Dizziness can significantly impede your quality of life. Not only does it feel unpleasant, but in many, it also increases your risk of falling. For people with recurrent or chronic dizziness, it can prevent them from being able to do the things they want to do. Luckily there are steps you can take to reduce or even eliminate your dizziness.
In order to determine the best way to treat your dizziness, you need to understand why you are feeling dizzy. The most effective strategy is to work with a professional, who is familiar with dizziness causes and treatments. From here, a treatment plan tailored to your specific needs is developed.
Types of dizziness
Dizziness is a broad term that can describe a few different sensations:
- Vertigo: characterized by a spinning or rocking sensation
- Presyncope: the technical term for feeling like you’re about to faint. Often described as lightheadedness
- Disequilibrium: feeling imbalanced or unstable
What causes dizziness?
Most cases of dizziness are caused by dysfunction in the inner ear. This is one of the most important balance organs in our body, and when it doesn’t work properly, we become dizzy.
The inner ear is made up of three fluid-filled semi-circular canals, which sense rotational motions, and tiny otolithic organs to sense linear movement. Every time your head moves, the inner ear sends information to the brain about your movement. This information is sent to other systems (visual, sensory, motor), which allows you to orient yourself, keep your balance, and plan and carry out movements.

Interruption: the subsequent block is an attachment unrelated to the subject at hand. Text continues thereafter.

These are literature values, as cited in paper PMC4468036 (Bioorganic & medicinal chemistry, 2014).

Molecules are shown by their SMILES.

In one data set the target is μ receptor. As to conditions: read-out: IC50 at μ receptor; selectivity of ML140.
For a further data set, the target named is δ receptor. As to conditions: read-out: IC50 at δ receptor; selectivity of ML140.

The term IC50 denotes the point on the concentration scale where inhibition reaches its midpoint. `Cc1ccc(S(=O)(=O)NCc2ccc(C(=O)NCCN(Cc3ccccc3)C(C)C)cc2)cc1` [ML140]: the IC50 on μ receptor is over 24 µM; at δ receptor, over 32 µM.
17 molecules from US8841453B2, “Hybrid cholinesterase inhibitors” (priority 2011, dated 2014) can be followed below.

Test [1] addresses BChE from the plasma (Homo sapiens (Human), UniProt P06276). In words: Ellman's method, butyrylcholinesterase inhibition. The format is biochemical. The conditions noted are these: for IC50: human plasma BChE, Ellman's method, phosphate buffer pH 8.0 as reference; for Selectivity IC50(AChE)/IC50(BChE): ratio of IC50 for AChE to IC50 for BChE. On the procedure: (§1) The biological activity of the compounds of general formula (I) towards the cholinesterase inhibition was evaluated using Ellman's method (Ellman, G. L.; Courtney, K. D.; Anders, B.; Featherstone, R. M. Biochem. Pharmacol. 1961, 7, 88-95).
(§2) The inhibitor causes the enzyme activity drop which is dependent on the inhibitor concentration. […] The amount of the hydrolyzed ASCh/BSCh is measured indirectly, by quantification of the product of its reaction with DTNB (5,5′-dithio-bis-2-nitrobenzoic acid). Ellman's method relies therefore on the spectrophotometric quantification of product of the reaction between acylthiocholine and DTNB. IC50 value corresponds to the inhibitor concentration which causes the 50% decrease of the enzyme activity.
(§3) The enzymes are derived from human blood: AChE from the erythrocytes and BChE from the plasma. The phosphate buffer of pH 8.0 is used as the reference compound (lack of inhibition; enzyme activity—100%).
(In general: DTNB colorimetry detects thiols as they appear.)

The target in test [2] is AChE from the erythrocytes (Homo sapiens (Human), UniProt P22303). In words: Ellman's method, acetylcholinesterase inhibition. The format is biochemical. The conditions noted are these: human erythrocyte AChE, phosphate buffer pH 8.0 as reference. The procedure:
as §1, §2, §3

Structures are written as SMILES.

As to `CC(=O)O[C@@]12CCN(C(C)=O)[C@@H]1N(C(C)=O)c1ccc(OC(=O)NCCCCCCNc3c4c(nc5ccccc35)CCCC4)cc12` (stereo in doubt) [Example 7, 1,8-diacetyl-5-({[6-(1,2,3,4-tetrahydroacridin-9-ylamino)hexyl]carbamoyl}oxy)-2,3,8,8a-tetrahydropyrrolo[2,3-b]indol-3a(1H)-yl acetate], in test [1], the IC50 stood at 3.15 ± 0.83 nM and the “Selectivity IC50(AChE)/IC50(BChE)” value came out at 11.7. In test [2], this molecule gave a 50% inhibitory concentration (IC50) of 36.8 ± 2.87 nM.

Disorders of the inner ear affect the integrity of the information that is sent to your brain. This changes how your brain perceives your orientation and movements. For example, if your brain gets incorrect information from the inner ear saying that you’re spinning in a circle, but information from the visual system says you are standing still, your brain cannot reconcile these different bits of data. As a result you feel dizziness.
There are several common inner ear disorders, including:
Benign Paroxysmal Positional Vertigo (BPPV)
BPPV is caused when tiny crystals in the otolithic organs become loose. When this happens, they can accidentally find their way into one of the semi-circular canals. When this happens, the crystals move in the canal anytime we change our head position. This causes information to the brain saying you’re moving, even if you’re not.